Medici Art

Image

The piece of artwork I chose is the Pieta by Michelangelo. It is a sculpture depicting Mother Mary cradling her recently crucified son, Jesus. The Pieta is not one of a kind; rather, they are a certain kind of image that depicts the same scene of Mary cradling Jesus. They are especially common in the Eastern Orthodox Church. What sets this sculpture apart, however, is that this is the only work that Michelangelo signed. He was forced to do this after other artists were taking credit for this masterpiece. Currently, it is located in St. Peter’s in the Vatican. Interestingly, a mentally-insane Austrian man took to the sculpture with a hammer, screaming that he was Jesus Christ almost thirty years ago. He took of Mary’s nose which has since been replaced. These, along with David, are considered Michelangelo’s sculpting masterpieces. However, under my opinion, the Pieta is the better sculpture of the two.

I chose this sculpture because I think it shows the hyper-realistic perfection that Michelangelo was able to reach through marble. The expression that is shown through stone is unbelievable; it feels as though Mary’s melancholy look radiates around the whole sculpture, even affecting the audience. I think it is significant because it shows how Renaissance created immaculate artwork for the greater glory of God (ad majorem Dei gloriam.) It must have been a very proud moment for the Medicis to see where there once student had gone to create. The sculpture is so simple, yet so intricate and sentient. The beautiful draping of Mary’s clothing adds to the hyper-realism of the sculpture, but adds an airy and 3-D aspect to the work. I think that the Pieta was significant to the Renaissance because there was an arms race in terms of artwork throughout Italian city-states and it must have been a big deal for Michelangelo’s sculpture to be so prominently displayed in St. Peter’s.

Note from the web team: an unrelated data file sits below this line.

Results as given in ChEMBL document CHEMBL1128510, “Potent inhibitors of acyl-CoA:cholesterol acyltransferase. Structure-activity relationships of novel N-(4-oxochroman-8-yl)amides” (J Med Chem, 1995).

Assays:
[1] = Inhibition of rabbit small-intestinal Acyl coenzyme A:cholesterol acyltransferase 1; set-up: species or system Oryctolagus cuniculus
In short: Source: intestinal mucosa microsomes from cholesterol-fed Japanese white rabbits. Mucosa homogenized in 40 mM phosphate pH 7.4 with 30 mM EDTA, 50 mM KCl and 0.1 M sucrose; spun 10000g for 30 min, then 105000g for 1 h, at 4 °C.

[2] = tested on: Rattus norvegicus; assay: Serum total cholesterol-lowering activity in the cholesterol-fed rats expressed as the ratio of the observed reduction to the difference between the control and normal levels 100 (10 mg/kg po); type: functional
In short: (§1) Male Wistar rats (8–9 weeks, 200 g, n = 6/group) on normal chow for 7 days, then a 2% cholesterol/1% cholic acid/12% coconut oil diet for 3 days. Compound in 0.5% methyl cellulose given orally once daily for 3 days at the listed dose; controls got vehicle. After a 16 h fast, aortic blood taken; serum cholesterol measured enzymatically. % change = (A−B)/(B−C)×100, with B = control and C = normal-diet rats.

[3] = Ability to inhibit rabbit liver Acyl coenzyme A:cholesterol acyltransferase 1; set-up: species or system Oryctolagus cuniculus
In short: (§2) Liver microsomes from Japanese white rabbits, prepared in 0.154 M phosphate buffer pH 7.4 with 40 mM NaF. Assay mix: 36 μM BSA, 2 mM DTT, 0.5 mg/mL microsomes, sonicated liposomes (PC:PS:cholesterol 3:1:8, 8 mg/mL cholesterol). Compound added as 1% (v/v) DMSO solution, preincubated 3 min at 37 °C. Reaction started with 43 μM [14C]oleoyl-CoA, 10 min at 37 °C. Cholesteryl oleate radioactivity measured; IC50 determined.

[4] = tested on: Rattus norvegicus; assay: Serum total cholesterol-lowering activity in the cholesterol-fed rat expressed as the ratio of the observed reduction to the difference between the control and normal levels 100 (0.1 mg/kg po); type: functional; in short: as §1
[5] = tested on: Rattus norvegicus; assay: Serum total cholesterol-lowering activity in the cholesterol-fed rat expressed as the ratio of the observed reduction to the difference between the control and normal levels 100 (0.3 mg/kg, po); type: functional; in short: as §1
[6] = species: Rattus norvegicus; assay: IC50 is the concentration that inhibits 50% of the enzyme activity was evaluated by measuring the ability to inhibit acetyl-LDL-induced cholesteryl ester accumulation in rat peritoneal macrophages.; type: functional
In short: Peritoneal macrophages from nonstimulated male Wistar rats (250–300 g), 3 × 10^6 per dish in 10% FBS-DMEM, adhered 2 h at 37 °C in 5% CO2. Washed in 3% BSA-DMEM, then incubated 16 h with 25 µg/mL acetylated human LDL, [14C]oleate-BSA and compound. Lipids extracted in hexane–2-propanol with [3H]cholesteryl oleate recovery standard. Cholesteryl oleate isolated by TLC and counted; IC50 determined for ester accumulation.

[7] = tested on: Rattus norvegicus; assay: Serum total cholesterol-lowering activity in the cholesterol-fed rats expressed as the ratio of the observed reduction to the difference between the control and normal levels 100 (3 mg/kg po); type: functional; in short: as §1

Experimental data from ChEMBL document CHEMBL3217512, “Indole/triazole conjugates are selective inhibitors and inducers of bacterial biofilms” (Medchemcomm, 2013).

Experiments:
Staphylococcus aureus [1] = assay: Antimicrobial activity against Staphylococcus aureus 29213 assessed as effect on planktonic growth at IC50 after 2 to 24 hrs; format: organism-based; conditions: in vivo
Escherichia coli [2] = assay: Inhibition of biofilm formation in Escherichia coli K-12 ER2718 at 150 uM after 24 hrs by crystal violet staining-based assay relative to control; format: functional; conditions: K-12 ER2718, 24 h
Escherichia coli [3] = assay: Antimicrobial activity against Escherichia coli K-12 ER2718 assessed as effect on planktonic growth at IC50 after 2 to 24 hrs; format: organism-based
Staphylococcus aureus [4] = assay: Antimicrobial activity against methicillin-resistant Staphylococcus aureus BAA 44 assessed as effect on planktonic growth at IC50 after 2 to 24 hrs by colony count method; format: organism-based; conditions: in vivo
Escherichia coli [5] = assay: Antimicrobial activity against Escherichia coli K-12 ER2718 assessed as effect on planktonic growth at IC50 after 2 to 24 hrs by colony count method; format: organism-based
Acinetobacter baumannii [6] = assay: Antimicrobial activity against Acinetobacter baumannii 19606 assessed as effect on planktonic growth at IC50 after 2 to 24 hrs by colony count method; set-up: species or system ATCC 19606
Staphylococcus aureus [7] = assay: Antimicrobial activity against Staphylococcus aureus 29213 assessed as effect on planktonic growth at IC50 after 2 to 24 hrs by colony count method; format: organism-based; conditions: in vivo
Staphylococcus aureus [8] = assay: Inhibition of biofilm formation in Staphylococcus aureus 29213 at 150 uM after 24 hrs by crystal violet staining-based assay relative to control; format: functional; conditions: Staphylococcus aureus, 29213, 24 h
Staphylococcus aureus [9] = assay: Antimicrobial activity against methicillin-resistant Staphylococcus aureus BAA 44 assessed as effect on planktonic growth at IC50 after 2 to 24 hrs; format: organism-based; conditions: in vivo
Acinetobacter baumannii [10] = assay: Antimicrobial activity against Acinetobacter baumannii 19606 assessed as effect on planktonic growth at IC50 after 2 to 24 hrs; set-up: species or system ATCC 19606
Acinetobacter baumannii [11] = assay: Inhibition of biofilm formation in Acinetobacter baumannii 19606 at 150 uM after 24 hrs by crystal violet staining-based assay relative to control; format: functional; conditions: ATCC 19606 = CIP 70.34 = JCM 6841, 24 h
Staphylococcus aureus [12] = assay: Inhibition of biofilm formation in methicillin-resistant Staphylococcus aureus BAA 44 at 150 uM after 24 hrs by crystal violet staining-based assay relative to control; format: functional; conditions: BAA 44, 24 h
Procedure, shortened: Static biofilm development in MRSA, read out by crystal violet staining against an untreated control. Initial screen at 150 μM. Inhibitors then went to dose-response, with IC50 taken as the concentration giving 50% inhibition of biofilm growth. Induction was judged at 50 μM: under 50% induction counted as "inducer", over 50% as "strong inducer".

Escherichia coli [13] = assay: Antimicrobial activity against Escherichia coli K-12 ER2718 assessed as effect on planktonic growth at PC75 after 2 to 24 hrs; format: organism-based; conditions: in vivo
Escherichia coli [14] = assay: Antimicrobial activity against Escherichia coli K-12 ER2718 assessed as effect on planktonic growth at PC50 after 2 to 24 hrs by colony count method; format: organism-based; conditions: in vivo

Advertisements

About bthorpe15

Intro to Fine Arts.
This entry was posted in Uncategorized. Bookmark the permalink.

Leave a Reply

Fill in your details below or click an icon to log in:

WordPress.com Logo

You are commenting using your WordPress.com account. Log Out / Change )

Twitter picture

You are commenting using your Twitter account. Log Out / Change )

Facebook photo

You are commenting using your Facebook account. Log Out / Change )

Google+ photo

You are commenting using your Google+ account. Log Out / Change )

Connecting to %s